Throughout most of my life, I’ve been religious, and, for more than 50 years, I’ve been a Lutheran. I was raised a Presbyterian, but during my teenage years I did not attend church. In college, a friend invited me to go with him to the Baptist church across the street. Worshiping there reignited my desire to belong to a congregation. However, I missed Holy Communion, which the Baptists only rarely celebrate. So, I began to imagine the kind of church I was looking for, and I read Roland Bainton’s “Here I Stand,” a then new biography of this troubled reformer. Lutheranism appealed to me because it seemed potentially a framework for a sacramental life. It also had, in my eyes, the advantage of being primarily a religion for the stolidly middle class. I knew I wasn’t upper class enough to become an Episcopalian, the other sacramentally aware protestant denomination. And, having been raised in the Presbyterian Church, I wasn’t about to consider going to Rome.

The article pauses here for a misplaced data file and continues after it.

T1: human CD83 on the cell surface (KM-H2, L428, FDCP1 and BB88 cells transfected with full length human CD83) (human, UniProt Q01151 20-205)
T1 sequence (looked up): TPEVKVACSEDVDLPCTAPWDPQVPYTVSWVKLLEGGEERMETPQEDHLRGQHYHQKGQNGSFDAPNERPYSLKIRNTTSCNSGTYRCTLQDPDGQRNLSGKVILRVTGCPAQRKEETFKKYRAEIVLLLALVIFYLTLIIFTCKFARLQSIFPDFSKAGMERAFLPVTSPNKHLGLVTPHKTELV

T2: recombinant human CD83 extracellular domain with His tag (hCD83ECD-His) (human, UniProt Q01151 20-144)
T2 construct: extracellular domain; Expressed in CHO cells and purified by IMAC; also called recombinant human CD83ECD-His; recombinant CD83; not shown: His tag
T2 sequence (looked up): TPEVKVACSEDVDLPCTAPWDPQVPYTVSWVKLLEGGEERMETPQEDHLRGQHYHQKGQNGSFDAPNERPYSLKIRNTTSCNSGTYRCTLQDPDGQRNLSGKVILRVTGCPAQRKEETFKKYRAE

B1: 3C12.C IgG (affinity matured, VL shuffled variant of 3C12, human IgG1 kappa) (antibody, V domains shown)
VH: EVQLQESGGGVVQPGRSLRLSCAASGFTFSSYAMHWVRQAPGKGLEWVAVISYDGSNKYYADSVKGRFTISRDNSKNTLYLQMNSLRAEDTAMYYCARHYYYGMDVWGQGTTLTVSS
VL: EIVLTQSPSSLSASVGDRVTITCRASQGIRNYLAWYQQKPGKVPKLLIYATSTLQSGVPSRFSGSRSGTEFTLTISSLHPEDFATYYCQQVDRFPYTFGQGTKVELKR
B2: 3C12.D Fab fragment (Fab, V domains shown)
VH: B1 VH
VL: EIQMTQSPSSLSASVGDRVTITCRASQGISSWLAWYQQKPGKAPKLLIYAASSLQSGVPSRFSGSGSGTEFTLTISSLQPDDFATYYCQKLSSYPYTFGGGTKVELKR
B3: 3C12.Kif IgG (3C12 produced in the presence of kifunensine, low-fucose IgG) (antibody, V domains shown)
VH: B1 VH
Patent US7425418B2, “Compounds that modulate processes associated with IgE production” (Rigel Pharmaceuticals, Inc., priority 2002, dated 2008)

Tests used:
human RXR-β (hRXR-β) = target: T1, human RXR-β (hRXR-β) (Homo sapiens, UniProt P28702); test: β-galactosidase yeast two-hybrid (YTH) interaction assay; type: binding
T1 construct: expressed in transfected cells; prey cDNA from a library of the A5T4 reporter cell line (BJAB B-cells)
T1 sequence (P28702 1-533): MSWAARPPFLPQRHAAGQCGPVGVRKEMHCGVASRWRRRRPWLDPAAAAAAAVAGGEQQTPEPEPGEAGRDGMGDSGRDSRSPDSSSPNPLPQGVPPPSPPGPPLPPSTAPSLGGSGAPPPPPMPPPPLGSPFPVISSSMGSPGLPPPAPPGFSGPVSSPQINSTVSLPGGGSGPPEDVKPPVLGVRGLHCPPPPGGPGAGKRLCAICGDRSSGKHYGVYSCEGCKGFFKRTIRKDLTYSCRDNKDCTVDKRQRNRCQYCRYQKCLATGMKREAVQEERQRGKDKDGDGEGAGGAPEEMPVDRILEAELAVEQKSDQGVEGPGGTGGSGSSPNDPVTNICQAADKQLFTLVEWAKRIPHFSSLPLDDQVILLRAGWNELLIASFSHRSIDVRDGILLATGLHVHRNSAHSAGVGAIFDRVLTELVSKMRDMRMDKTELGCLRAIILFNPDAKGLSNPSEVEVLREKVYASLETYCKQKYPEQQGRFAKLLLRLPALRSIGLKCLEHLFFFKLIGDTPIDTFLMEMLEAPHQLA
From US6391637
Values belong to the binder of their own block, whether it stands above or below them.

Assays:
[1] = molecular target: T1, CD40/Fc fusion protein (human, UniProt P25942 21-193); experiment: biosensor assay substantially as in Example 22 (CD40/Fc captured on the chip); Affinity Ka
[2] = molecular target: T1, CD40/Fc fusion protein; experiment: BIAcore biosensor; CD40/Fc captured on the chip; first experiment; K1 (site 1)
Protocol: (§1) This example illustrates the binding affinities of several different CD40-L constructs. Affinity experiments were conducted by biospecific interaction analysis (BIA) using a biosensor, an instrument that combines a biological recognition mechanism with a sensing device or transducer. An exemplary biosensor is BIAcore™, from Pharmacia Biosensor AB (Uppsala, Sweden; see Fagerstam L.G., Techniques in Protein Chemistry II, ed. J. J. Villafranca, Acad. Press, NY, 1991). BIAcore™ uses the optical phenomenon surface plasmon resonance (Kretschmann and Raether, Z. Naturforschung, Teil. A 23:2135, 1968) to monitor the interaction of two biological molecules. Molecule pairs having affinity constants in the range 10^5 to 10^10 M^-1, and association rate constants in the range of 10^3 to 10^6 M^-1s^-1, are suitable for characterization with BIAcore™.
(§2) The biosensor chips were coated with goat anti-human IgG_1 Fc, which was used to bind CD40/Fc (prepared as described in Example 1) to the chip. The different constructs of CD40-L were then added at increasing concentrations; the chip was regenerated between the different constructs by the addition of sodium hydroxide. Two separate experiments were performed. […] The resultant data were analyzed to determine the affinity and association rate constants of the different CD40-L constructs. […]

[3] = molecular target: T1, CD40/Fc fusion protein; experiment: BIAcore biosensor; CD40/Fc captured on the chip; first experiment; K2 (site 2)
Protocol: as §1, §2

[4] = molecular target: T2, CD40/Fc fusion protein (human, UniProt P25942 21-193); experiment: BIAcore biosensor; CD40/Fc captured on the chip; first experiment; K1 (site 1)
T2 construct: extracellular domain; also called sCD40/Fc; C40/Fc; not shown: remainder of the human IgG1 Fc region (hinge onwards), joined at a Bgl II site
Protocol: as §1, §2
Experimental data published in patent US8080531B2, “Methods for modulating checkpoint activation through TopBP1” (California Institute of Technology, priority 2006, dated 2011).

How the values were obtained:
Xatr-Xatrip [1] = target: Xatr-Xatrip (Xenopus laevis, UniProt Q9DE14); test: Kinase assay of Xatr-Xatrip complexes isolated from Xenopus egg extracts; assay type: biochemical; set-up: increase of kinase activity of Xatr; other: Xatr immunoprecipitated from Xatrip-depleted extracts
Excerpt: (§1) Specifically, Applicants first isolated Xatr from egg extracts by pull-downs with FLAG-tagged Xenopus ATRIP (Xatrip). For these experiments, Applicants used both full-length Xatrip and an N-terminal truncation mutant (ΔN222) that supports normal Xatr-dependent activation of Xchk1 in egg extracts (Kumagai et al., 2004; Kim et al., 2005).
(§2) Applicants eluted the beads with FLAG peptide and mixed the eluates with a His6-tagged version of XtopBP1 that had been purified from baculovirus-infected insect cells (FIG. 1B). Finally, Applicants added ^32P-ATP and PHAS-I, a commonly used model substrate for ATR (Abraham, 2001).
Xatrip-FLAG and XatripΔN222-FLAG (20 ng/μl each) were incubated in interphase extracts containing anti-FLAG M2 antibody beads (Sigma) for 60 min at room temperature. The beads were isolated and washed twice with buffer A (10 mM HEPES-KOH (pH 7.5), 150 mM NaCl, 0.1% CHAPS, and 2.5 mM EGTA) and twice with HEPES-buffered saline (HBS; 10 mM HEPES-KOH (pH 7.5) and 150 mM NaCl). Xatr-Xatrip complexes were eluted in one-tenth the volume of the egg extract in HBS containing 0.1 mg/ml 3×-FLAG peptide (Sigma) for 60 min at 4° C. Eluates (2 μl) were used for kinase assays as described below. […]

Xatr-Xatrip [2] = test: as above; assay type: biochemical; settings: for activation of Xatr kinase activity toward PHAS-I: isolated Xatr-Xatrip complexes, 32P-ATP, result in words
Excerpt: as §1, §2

So, in 1956, during my first year of graduate study in Berkeley, I became a Lutheran. I was very much a loner. My family was far away, my relationships with women were never satisfying, and my gay feelings tormented me. Through these difficulties, the congregations I participated in were like a possible family. Furthermore, I believe I participated in a relationship with Jesus that helped me cope, very imperfectly, with my homosexuality. I think that Christianity owes much of the popularity it has among gays to the potential we see in Jesus. He can become, in our minds and groins, the accepting big brother, the model lover, and the forgiver of our “sin” of homosexuality. Of course, Christianity’s violent rejection of carnal love means that the sexual undertones of our relationship with Jesus best remain hidden from us if we are to be “good” church goers. However, even though conventional Christianity encourages this physic blindness, almost in spite of itself, it cannot completely hide its revolutionary, life-changing elements. Thus, although it’s a gross oversimplification, one verse kept coming back to me as I struggled with coming out, John 8:32: “...and you will know the truth, and the truth will make you free.” The truth is that I am gay, and, if I incorporated that truth in my being, letting it be my truth, I would potentially be free. It took many years and a lot of struggle, but I finally accepted myself, didn’t fight who I was, and, as a result, I now am happier and less conflicted than ever in my life. I believe that my life is a testimony to the damage conventional Christianity does to gays, the damaging futility of ex-gay ministries, and contradictory power of the Gospel to help those who hear it to overcome even (perhaps most especially) the power of conventional Christian preaching that demonizes not only gays, but also sex.